Trihalomethanes Review for Des Moines

Blog, Bottled Water, Health, Reverse-Osmosis

Trihalomethanes (THM’s) are chemical compounds that show up in different forms such as chloroform, bromodichloromethane, dibromochloromethane, and bromoform.  THM’s are considered carcinogenic (having potential to cause cancer).  They are created when chlorine reacts with natural occurring organic and inorganic materials in the water.  The risks associated with exposure to THM’s are liver, kidney and central nervous system problems, some people will experience anemia.  Furthermore, some studies report an association between THM’s and adverse birth outcomes.

The MCL (Maximum Containment Level) is set at 80 ppb (parts per billion) which “considers cost, benefits and the ability of public water systems to detect and remove contaminants using suitable treatment technologies.”  Anything that is measured in parts per billion shows how important of a contaminant this is to monitor.  The MCLG (Maximum Containment Level Goal) has been set at zero for both bromodichloromethane and bromoform, which is the level that the EPA believes to pose no risk.  Des Moines, Iowa water has levels of up to 70 ppb total THM’s according to the Des Moines Water Quality Report.  Johnston and Urbandale had levels of up to 79 and 80 ppb, respectively.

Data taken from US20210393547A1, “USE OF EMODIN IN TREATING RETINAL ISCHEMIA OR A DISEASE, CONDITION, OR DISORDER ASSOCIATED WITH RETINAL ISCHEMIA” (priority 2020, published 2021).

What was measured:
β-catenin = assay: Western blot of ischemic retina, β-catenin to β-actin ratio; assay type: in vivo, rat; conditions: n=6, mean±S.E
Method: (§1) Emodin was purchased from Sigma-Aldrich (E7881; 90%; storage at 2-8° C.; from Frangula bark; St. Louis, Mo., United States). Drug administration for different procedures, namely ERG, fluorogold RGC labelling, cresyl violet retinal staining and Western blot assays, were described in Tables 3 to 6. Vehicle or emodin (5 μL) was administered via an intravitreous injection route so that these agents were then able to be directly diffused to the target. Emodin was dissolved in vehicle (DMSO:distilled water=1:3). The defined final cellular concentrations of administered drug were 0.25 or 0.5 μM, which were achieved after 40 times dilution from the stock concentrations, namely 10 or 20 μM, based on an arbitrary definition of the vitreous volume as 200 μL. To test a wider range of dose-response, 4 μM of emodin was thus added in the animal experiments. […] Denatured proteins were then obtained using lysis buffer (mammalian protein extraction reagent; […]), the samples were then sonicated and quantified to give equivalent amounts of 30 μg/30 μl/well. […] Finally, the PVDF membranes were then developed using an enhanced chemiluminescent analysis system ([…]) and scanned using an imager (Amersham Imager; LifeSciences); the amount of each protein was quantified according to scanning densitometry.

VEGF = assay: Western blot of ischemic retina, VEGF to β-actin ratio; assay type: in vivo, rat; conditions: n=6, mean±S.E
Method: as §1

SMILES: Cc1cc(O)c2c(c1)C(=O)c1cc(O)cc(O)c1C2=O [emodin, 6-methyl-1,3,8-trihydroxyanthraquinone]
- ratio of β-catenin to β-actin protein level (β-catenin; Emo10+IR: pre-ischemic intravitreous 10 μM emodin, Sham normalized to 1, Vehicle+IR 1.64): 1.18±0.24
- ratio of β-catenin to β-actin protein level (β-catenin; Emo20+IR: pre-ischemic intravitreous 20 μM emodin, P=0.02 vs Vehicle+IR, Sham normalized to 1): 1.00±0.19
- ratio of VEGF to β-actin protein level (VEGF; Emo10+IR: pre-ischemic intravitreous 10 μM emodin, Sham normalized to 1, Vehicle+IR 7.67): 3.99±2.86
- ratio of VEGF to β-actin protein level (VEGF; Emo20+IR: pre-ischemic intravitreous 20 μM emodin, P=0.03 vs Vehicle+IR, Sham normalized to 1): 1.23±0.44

According to a government website, THMs can be controlled by reducing the chlorine in the local water source.  Unfortunately, chlorine cannot be entirely eliminated from the Des Moines water system because chlorine is used to kill bacteria and viruses that can casue serious illnesses or death.  How do I get thihalomethanes out of my water you may ask?  You cannot boil the THM out of the water, exposure to heat can actually increase the THM formations.  Furthermore, THM vapors can be inhaled in the shower and absorbed through the skin while bathing.  Our drinking water will ensure the THM’s are as close to zero as possible in the water you consume.  We are able to accomplish this with the high grade of coconut shell carbon that we use along with the size of our carbon filters which provide the greatest possible contact time for treatment.  Our reverse osmosis unit has carbon filters so it would provide a viable reduction in THM’s for a drinking water system.  The best way to reduce THM’s from your bath water and shower is by using a whole house backwashing carbon filter.  Better yet, why not kill two birds with one stone and use a refiner so you get the benefits of soft water as well.

As I learn more about the chemicals in our water, it becomes so much more apparent that water treatment equipment or good, pure bottled drinking water is the only way to eliminate these risks to our health and well-being.

Is there anything you would like to know about your water or what is in the Des Moines water?  Please comment or ask what you would like to know and I will write about it in a future blog.

Until next time at ‘The Water Blog’!!!